Peyton Bruce didn’t have a typical sixth birthday.
Rather than celebrating with cake and presents, the six-year-old spent her birthday bouncing from her doctor's office to a Modesto emergency room and ultimately a hospital in Santa Clara. With a blood sugar level exceeding 900, Peyton and her parents would later learn that the she had Type 1 Diabetes.
“She was exhibiting many of the signs right before her sixth birthday,” said her mother Sarah Bruce. “She was very lethargic, she lost quite a bit of weight, she was very thirsty, very irritable for several weeks and it progressively got worse and worse.
“I’m very thankful that we went in when we did because the doctors told us she probably wouldn’t have made it through the night if we waited another day,” continued Bruce.
According to the American Diabetes Association, Type 1 Diabetes is usually diagnosed in children and young adults when the body does not produce insulin, a hormone the body needs to get glucose — which is used for energy — from the bloodstream into the cells of the body.
Now three years later as a fourth grader at Walnut Elementary School, Peyton and five other students who have been diagnosed with Type 1 Diabetes were honored during the school’s second Diabetes Awareness Day as part of World Diabetes Awareness Day on Monday and National Diabetes Awareness Month throughout November. Other students with Type 1 Diabetes at Walnut are kindergartener Jenner Erlenbusch, third grader Dustin Childres, fifth grader Lucas Arrizon, and sixth graders Anastasia Heaberlin and Jasmeet Kaur.
“We have several students here who do have Type 1 Diabetes and we just want to show them our support,” said health tech Rhonda Rose. “We are hoping every year we can make it bigger and better.”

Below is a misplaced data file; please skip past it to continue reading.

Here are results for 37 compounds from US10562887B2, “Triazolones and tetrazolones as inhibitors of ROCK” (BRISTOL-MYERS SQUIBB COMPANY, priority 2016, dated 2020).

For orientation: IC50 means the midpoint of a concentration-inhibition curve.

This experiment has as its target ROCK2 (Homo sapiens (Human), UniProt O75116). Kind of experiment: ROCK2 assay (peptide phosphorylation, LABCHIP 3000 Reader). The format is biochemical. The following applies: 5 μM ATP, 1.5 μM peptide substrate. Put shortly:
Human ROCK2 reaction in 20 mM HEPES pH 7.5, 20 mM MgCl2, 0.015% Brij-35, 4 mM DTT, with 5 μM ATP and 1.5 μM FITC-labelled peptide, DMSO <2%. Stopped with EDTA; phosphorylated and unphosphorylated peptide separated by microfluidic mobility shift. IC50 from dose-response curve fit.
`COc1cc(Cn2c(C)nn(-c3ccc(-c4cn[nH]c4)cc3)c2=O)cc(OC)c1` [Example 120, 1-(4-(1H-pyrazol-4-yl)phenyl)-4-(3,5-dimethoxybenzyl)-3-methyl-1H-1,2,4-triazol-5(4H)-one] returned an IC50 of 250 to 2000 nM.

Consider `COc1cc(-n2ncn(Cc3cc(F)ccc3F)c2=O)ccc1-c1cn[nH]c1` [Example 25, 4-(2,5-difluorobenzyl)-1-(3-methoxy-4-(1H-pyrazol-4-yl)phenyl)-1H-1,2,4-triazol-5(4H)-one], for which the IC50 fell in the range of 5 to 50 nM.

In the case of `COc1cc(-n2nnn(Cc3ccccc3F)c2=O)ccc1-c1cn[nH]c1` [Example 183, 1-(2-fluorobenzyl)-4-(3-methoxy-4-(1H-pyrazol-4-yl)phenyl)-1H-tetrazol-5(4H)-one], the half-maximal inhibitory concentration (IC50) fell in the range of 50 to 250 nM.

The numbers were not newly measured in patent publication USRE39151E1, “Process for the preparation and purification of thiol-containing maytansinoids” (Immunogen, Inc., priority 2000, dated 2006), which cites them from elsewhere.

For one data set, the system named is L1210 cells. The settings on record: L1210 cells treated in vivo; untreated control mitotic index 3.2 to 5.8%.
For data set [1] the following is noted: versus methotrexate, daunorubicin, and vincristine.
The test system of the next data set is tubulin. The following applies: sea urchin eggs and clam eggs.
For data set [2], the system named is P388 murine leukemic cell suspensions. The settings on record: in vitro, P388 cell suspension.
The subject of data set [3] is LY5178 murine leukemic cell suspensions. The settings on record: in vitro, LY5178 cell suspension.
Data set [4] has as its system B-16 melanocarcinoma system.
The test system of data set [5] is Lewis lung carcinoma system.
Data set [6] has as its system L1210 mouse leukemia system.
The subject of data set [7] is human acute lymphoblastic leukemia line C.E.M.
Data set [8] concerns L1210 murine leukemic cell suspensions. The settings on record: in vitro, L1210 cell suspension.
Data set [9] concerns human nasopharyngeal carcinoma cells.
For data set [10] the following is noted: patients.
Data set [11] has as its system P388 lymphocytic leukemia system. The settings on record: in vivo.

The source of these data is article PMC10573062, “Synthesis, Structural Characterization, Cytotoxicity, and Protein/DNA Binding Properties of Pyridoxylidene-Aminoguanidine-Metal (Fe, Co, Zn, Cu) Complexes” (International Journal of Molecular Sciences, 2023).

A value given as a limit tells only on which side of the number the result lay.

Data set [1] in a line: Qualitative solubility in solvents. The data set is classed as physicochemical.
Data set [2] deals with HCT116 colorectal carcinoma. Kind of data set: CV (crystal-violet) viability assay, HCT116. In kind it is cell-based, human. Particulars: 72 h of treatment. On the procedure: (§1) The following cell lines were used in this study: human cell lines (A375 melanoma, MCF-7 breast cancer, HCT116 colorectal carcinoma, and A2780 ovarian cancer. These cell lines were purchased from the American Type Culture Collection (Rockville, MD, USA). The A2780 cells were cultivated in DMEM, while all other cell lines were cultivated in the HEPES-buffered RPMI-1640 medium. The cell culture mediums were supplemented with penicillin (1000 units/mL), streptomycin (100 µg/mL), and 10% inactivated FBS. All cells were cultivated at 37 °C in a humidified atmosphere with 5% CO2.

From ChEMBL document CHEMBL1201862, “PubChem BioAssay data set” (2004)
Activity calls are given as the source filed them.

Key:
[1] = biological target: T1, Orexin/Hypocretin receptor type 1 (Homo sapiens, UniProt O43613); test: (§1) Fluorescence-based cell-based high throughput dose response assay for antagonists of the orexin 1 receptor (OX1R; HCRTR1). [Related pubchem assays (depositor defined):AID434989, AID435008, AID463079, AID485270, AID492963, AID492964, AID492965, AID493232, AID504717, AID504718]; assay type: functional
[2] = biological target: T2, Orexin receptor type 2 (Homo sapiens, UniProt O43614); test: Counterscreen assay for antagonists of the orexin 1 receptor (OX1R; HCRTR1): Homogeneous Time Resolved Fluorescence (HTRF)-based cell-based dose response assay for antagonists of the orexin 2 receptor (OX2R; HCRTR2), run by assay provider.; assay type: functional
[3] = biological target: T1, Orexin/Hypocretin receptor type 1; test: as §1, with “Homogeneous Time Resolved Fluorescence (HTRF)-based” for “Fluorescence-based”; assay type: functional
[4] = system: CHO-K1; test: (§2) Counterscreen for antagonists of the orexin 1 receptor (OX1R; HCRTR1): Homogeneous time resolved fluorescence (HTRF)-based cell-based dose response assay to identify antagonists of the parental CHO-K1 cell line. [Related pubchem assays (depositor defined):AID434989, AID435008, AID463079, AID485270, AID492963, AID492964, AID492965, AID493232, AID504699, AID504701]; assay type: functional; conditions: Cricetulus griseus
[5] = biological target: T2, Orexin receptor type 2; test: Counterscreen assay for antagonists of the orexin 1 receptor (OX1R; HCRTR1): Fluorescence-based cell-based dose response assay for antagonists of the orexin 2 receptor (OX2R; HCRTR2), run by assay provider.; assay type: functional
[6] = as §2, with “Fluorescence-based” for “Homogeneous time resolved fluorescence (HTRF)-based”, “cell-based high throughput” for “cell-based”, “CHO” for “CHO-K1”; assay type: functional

Students at Walnut dressed in blue and kicked off the morning with a question-and-answer session where the general student population got to ask questions about Type 1 Diabetes. Students with diabetes were able to explain to their classmates that Type 1 Diabetes is not contagious, nor is it something that they can get from eating too much candy. They got the opportunity to educate their peers on how often they need to test their blood sugar, different procedures they have to go through and insulin pumps.
“They were just normalizing it for other kids,” said Bruce. “These kids go through a lot 24/7. There is never a day off for them, so to have a day where they can feel like heroes is important.”
Students also received a blue bracelet that said “Create a World Without T1D,” which were purchased by the school’s parent-teacher organization and a flyer to take home to their parents that detailed the different symptoms and signs of Type 1 Diabetes.
“We were just bringing awareness to the symptoms and signs because myself and the other moms feel like awareness is the key as far as preventing children from getting very sick,” said Bruce.